But when God, by his converting grace, takes the beam out of our eyes, then we may help our brother to overcome his sins. Then we shall warn him in a spirit of humility and love, feeling our own unworthiness, and anxious for his good.

But there are some characters, in dealing with whom great caution must be used. Hypocrites may be compared to dogs and swine. As these animals feed on carrion and the vilest garbage, so hypocrites delight in sin. It would be wrong to give holy food, such as the priests ate, to dogs; and it would be foolish to cast pearls, such as queens wear, to swine.

But is it wrong or foolish to declare the holy and precious word of God to wicked men? O no—for Jesus said to his apostles, "Preach the gospel to every creature." But when men, having heard the truth, trample it under foot by their blasphemies, and turn and rend by their revilings, those who speak it, then they must be left to themselves. In this manner the apostle Paul dealt with the wicked Jews of Corinth. "And when they opposed them and blasphemed, he shook his clothing." "Your blood be upon your own heads—I am clean—from henceforth I will go unto the Gentiles!" (Act_18:6.) Thus the apostle left the dogs and swine, that he might feed the sheep committed to his charge.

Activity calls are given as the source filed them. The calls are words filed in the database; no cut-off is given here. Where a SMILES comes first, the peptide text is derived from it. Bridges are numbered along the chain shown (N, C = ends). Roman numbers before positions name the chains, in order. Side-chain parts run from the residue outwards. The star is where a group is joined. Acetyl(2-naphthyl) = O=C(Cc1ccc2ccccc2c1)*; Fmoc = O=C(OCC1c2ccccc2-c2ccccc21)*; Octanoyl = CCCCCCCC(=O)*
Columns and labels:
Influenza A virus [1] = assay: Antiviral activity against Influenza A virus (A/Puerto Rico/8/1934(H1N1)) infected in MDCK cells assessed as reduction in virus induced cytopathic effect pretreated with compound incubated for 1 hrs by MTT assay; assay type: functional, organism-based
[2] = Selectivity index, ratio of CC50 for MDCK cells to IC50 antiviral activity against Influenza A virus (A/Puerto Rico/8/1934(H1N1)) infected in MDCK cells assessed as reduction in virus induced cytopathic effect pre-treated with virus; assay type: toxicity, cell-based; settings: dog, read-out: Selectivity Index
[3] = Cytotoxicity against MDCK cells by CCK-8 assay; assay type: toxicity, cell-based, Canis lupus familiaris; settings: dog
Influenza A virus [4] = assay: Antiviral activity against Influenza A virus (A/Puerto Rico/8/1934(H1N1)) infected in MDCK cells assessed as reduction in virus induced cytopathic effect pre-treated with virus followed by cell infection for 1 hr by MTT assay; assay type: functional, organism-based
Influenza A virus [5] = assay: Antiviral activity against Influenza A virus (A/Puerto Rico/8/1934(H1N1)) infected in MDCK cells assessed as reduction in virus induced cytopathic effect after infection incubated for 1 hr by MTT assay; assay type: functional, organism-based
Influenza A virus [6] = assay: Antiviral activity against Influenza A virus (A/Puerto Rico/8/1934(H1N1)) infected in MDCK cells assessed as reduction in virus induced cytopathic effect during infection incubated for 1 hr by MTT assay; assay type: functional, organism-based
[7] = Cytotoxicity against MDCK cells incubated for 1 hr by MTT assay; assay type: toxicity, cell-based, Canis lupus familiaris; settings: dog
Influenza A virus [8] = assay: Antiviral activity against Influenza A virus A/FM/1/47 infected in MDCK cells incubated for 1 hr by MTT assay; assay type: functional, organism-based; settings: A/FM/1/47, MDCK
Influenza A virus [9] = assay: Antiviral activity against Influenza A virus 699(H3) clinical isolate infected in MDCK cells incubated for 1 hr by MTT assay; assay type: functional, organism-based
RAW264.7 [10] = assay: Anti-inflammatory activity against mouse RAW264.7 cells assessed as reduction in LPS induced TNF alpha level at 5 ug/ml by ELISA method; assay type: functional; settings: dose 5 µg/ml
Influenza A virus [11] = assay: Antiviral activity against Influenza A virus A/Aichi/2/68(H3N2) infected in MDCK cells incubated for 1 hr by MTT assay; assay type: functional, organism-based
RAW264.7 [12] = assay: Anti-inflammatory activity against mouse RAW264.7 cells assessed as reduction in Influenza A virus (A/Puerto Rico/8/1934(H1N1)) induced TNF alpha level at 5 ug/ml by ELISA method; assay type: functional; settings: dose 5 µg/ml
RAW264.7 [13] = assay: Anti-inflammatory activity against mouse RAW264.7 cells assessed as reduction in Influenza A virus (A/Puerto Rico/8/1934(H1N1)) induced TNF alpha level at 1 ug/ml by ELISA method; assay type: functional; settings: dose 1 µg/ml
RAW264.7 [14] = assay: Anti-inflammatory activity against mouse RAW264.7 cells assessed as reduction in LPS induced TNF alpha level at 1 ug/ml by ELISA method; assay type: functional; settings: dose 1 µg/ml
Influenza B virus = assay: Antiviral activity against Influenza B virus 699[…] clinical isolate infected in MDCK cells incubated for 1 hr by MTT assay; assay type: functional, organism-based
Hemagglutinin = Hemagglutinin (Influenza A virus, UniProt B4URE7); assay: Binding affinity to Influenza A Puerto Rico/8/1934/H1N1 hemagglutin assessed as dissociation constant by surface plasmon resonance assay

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« Reply #13 on: March 18, 2008, 01:33:04 AM »

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March 19

Christ promises that prayer shall be answered
Mat_7:7-11

This is one of the most encouraging passages in the whole Scriptures. How many have been led by this invitation to approach the throne of grace! Here is not only an invitation which assures you of a welcome, but also a promise of success—your petition shall be granted, "for everyone who asks receives."

Christ knew how apt we are to doubt the love of our Heavenly Father. Therefore he appealed to all the parents present, and said, "What man is there of you, whom if his son ask bread—will he give him a stone?" Every parent who heard this question must have felt that he could not treat his child in so unfeeling a manner—much less would he give his child a serpent instead of a fish, or a scorpion instead of an egg. There are in the East white scorpions, about the size of an egg; but no parent would deceive and mock his child by giving him that venomous animal instead of wholesome food.